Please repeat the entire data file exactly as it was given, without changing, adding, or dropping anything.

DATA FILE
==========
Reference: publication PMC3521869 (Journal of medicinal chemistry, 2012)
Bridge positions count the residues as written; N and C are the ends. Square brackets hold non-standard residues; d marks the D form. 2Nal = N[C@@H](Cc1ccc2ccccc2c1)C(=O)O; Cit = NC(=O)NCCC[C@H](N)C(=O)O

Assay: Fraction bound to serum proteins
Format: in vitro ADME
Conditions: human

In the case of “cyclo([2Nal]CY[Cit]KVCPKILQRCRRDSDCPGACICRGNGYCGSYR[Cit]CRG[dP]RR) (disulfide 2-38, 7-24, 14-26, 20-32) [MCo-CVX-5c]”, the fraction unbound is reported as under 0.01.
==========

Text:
Reference: publication PMC3521869 (Journal of medicinal chemistry, 2012)
Bridge positions count the residues as written; N and C are the ends. Square brackets hold non-standard residues; d marks the D form. 2Nal = N[C@@H](Cc1ccc2ccccc2c1)C(=O)O; Cit = NC(=O)NCCC[C@H](N)C(=O)O

Assay: Fraction bound to serum proteins
Format: in vitro ADME
Conditions: human

In the case of “cyclo([2Nal]CY[Cit]KVCPKILQRCRRDSDCPGACICRGNGYCGSYR[Cit]CRG[dP]RR) (disulfide 2-38, 7-24, 14-26, 20-32) [MCo-CVX-5c]”, the fraction unbound is reported as under 0.01.